Rep. Ro KhannaRohit (Ro) KhannaOvernight Defense & National Security — Presented by AM General — Rocky US alliances as Biden heads to UN assembly Groups push lawmakers to use defense bill to end support for Saudis in Yemen civil war Equilibrium/Sustainability — Presented by The American Petroleum Institute — Dems demand accounting from Big Oil MORE (D-Calif.) has announced that he will vote against the Democratic Party’s platform during its convention next week, citing the absence of “Medicare for All” in the document.
Khanna, a vocal progressive, wrote in a piece published Thursday in Common Dreams that universal health coverage is a defining issue of the time, comparing it to supporting civil rights in the 1940s and opposing the Vietnam War in the 1960s, and that it “should be the yardstick for measuring the wisdom of voting for or against the platform.”
“I believe that moving away from a profit-based healthcare system is the moral issue of our time. And in the final analysis, because of that belief, I could not vote for a platform that lacks a clear statement supporting Medicare for All,” he wrote.
Khanna said Democrats’ discussion about making health care “affordable” was narrowing the debate over coverage and noted that universal health care has appeared in past party platforms.
“Harry Truman ran and won on universal healthcare in 1948, and it was part of Democratic Party platforms until 1980. Thirty-six years later, the 2016 platform merely called for lowering the eligibility age for Medicare to 55. The 2020 platform proposes raising the goal to 60. That is not incrementalism; that is moving backwards,” he wrote. “I will be voting ‘No’ on the platform because when we say that healthcare is a human right, we must truly mean it—and fight for it.”
The California lawmaker maintained he will “do everything possible” to help elect former Vice President Joe BidenJoe BidenHouse clears bill to provide veterans with cost-of-living adjustment On The Money — Dems dare GOP to vote for shutdown, default To reduce poverty, stop burdening the poor: What Joe Manchin gets wrong about the child tax credit MORE and Sen. Kamala HarrisKamala HarrisCIA chief team member reported Havana syndrome symptoms during trip to India: report Harris booked for first in-studio talk show appearance as VP on 'The View' Republicans caught in California's recall trap MORE (D-Calif.) to the White House and said he respects the people who crafted the platform, noting it contains “positive planks” like a federal minimum wage of $15 an hour.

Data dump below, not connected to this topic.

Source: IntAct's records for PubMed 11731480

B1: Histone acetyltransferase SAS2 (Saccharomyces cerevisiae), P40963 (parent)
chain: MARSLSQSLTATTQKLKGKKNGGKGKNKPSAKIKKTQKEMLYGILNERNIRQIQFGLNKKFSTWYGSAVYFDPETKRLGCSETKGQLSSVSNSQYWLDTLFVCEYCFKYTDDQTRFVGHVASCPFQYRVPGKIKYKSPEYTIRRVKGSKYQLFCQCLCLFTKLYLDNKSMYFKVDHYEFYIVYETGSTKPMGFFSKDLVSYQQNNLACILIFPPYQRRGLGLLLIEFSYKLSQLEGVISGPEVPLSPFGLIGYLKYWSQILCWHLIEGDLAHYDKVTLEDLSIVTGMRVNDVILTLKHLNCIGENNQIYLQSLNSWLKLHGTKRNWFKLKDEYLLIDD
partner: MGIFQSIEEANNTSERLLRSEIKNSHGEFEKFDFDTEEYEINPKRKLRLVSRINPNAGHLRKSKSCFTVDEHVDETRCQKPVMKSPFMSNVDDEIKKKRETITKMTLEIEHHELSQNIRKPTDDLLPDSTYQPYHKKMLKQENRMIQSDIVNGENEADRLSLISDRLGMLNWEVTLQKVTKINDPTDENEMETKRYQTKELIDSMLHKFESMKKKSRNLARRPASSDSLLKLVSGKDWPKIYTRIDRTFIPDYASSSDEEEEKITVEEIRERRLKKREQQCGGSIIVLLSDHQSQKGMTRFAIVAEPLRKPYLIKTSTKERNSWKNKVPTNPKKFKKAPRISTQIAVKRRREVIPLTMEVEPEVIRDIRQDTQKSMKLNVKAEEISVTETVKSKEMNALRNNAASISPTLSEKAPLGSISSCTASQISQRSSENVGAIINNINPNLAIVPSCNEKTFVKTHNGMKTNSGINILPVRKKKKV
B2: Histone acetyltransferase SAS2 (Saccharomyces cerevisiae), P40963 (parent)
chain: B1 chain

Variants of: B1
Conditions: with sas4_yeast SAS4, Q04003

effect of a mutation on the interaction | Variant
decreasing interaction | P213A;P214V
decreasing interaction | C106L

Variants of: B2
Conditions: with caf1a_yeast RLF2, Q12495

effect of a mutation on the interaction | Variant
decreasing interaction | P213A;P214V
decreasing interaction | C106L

Biden and Harris have campaigned on expanding health coverage by strengthening the Affordable Care Act, the signature Obama-era health care law commonly known as ObamaCare, and adding a public option while keeping private plans intact.
The party’s platform includes similar language, discussing “Securing Universal Health Care Through a Public Option.”
Khanna, who co-chaired Sen. Bernie SandersBernie SandersPelosi says House members would not vote on spending bill topline higher than Senate's Groups push lawmakers to use defense bill to end support for Saudis in Yemen civil war Congress must address the looming debt crisis MORE’s (I-Vt.) presidential bid, and other progressives had advocated for a plan that would implement universal coverage and scrap private insurance.